Publication by Subscription in the Eighteenth Century

In the eighteenth century, the publication of printed music by subscription was the only option available for those composers who wished to see their compositions in print but who either could not afford to take the finanical risk of paying for it to be printed in advance or had no patron willing to foot the bill.

Ordinarily, composers would give notice of their intention to publish by placing advertisements in newspapers in the weeks and months leading up to publication, inviting members of the public to subscribe in advance. If enough subscriptions were received, the composer would engage a music-publishing business, often in London, to produce their publication. The resulting list of subscribers would be presented as part of the edition, usually placed between the title page and the first page of music. 

Lists of subscribers are important as they shed light on the connections that existed between composers and members of the public. While there are a number of reasons as to why any individual might chose to subscribe, the reputation of the composer could be an impetus, as would a personal contact by association, or a musician’s position as a teacher to a family. Indeed, the necessity to acquire backers for their publishing ventures had a distinct advantage for composers who were also music teachers. By listing the subscribers, the composer was able to demonstrate to the purchasing public just how well connected they were, and who their clientele was. In some advertisements calling for subscribers, the composers indicated the nobility they had already secured. Lists therefore could serve as promotional advertisements that would ideally lead to the composer gaining more pupils and patrons. Subscribing was also a form of professional reciprocity whereby composers supported their colleagues in return for expected future support. It was also commonplace for music businesses to appear in lists, frequently purchasing multiple copies at a discount that could then be sold at full price in the shops. The presence of a subscription list could, itself, be a source of attraction for those who were more interested in seeing their name appear in print alongside members of the upper classes, which somtimes included royalty. For them it may not have mattered if the music turned out to be of an inferior quality.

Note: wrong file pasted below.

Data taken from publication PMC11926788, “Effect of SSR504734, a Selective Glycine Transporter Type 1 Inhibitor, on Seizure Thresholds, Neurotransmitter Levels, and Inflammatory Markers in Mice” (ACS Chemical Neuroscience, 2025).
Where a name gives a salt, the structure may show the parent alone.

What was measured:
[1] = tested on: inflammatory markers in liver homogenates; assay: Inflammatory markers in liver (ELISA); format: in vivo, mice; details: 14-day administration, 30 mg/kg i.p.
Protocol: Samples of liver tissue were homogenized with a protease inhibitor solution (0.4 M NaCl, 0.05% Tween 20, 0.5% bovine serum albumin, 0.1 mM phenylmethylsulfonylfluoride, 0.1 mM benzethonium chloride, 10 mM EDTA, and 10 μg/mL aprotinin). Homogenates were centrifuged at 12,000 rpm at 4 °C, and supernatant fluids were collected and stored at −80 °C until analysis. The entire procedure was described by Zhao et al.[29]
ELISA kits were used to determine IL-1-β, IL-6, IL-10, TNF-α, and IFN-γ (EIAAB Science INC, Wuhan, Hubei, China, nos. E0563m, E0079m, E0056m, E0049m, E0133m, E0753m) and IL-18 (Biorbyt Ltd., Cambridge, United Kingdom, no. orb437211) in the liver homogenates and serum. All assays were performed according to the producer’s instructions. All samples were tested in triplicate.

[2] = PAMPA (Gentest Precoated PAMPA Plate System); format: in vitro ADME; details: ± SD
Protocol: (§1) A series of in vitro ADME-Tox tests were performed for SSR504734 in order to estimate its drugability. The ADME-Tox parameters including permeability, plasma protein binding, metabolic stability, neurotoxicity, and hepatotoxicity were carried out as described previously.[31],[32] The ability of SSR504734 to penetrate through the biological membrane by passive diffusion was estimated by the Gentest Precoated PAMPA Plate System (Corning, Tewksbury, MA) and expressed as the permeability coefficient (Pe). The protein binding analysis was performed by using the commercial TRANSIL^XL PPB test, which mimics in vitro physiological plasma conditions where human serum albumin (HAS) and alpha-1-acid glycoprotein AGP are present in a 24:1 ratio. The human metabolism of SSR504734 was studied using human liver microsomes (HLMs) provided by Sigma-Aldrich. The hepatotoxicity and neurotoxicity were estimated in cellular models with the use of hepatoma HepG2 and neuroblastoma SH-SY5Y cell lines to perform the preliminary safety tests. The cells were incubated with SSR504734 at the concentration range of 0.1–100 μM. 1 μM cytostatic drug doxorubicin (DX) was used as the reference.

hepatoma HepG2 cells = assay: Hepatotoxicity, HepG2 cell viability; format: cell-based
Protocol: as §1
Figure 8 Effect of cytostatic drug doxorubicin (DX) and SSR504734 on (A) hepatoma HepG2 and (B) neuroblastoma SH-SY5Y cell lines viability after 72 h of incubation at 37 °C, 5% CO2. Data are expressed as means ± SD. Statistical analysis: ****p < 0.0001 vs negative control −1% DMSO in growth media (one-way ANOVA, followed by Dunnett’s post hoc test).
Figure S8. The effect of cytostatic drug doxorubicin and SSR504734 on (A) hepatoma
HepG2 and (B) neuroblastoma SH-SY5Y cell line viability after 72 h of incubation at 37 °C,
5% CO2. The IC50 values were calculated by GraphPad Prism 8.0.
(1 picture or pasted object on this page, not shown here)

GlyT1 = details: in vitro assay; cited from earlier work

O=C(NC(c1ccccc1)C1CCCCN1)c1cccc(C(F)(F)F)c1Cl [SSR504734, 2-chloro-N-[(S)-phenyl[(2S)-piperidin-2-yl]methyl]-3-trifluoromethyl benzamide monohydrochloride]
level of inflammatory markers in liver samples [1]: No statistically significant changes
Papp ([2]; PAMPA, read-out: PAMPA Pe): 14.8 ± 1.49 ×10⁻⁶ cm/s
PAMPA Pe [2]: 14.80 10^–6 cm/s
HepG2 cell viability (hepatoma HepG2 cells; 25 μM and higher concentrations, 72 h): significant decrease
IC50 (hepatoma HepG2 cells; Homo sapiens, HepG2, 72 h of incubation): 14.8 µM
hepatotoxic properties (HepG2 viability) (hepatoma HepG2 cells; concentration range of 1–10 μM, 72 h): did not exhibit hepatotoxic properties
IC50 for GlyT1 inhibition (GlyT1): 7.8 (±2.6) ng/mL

Printed lists were not necessarily fixed entities either, with the names of any late subscribers often added by hand. If there were enough late subscribers, then a new list was sometimes printed. The Dataset includes all variant lists so far identified.

Two examples of musical works published by subscription include:

William James Porter, Two Anthems, a Sanctus, two single & two double chants (London: Preston & Son, for the author, [c. 1795]). Title page and first page of ‘The Subscribers Names’.

Pieter Hellendaal, A Collection of Psalms for the use of Parish Churchesetc, (Cambridge: [1795?]). Title page and first page of ‘Subscribers Names’.